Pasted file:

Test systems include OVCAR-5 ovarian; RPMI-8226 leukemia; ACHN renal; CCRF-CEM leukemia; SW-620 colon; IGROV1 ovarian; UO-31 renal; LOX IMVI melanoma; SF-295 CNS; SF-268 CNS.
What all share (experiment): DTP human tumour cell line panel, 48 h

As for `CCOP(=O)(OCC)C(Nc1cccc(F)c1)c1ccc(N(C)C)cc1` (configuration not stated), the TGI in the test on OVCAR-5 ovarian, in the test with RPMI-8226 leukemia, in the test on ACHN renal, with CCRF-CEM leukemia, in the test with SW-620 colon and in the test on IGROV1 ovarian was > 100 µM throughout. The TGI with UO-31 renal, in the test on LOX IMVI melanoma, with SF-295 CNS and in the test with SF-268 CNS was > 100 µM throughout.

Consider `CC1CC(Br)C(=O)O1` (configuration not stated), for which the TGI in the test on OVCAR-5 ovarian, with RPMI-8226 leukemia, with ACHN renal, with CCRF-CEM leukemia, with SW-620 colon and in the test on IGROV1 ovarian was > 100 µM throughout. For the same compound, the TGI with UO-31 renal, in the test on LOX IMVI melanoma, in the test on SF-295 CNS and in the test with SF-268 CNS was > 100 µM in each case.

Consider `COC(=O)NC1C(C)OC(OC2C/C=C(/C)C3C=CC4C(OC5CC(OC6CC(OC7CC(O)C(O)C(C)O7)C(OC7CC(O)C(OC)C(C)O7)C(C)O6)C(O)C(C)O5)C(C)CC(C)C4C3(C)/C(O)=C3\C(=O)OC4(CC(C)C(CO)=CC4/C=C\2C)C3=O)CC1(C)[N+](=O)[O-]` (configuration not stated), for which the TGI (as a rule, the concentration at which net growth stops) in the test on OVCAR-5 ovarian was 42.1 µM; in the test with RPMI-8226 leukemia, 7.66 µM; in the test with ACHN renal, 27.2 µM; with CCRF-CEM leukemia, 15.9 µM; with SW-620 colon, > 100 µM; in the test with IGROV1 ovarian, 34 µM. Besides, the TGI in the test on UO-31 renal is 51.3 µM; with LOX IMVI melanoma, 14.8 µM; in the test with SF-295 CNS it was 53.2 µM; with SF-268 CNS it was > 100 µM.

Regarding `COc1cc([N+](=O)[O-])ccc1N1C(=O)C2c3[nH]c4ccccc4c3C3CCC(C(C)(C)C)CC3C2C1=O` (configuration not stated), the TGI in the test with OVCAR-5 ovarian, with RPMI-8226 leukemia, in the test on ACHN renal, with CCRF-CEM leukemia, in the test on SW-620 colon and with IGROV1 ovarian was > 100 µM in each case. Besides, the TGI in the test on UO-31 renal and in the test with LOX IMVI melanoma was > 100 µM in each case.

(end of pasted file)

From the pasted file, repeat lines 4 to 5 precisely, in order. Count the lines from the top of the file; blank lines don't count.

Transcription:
Consider `CC1CC(Br)C(=O)O1` (configuration not stated), for which the TGI in the test on OVCAR-5 ovarian, with RPMI-8226 leukemia, with ACHN renal, with CCRF-CEM leukemia, with SW-620 colon and in the test on IGROV1 ovarian was > 100 µM throughout. For the same compound, the TGI with UO-31 renal, in the test on LOX IMVI melanoma, in the test on SF-295 CNS and in the test with SF-268 CNS was > 100 µM in each case.

Consider `COC(=O)NC1C(C)OC(OC2C/C=C(/C)C3C=CC4C(OC5CC(OC6CC(OC7CC(O)C(O)C(C)O7)C(OC7CC(O)C(OC)C(C)O7)C(C)O6)C(O)C(C)O5)C(C)CC(C)C4C3(C)/C(O)=C3\C(=O)OC4(CC(C)C(CO)=CC4/C=C\2C)C3=O)CC1(C)[N+](=O)[O-]` (configuration not stated), for which the TGI (as a rule, the concentration at which net growth stops) in the test on OVCAR-5 ovarian was 42.1 µM; in the test with RPMI-8226 leukemia, 7.66 µM; in the test with ACHN renal, 27.2 µM; with CCRF-CEM leukemia, 15.9 µM; with SW-620 colon, > 100 µM; in the test with IGROV1 ovarian, 34 µM. Besides, the TGI in the test on UO-31 renal is 51.3 µM; with LOX IMVI melanoma, 14.8 µM; in the test with SF-295 CNS it was 53.2 µM; with SF-268 CNS it was > 100 µM.